T-Mobile and Major League Baseball have a pretty tight relationship. The carrier is an official sponsor of the league and hosts FanFest during All-Star Week. This year, the All-Star Game is being held in Minneapolis and T-Mobile is taking advantage of a large host city to showcase just how good of a carrier it is. To really prove the strength of its network at Target Field, T-Mobile has upgraded the surrounding area’s Distributed Antenna System (DAS). The carrier has done the same with ballparks across the country within the last year.
To keep everyone happy at FanFest and during the All-Star Game and its festivities, T-Mobile has deployed mobile charging stations in various locations. So if a fan is worried about snapping to many photos or tweeting each and every moment, they can always have a plays to recharge. But it would not be a true sponsored event without a little promotion. T-Mobile will have signups ready to go for the Test Drive program. Fans can easily signup and test an iPhone 5s for seven days without any cost being tacked on.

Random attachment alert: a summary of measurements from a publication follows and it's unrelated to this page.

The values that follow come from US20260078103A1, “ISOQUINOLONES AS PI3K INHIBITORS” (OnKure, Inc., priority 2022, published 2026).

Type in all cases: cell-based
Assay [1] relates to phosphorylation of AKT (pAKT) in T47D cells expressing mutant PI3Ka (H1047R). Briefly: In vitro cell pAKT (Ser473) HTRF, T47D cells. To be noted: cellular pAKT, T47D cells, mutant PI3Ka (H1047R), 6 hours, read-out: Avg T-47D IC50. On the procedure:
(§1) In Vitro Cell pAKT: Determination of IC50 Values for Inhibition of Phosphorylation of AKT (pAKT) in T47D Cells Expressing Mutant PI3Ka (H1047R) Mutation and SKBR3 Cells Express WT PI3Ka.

Verizon has officially confirmed that they will be offering a test drive program for their network to customers in some states, similar to T-Mobile’s latest Uncarrier move. Apparently, Big Red has been quietly running this program for about a year in Kansas and Missouri. Customers were allowed to test out a smartphone or data device for a week to test if they liked Verizon’s service and network, although very recently that program has been limited to just data devices. » Read the rest
Which one of these devices is not like the others? The Verizon model, of course. You are looking at the different carrier models for the upcoming LG G3. While each has implemented carrier branding here and there, Verizon has gone ahead and revamped LG’s 2014 flagship. The color is noticeably darker and the rear button setup has been altered to resemble what was done with last year’s G2 with chrome trims. On the front, too, Big Red has made changes. The chin of the G3 is now black , which matches their unique design of the back panel.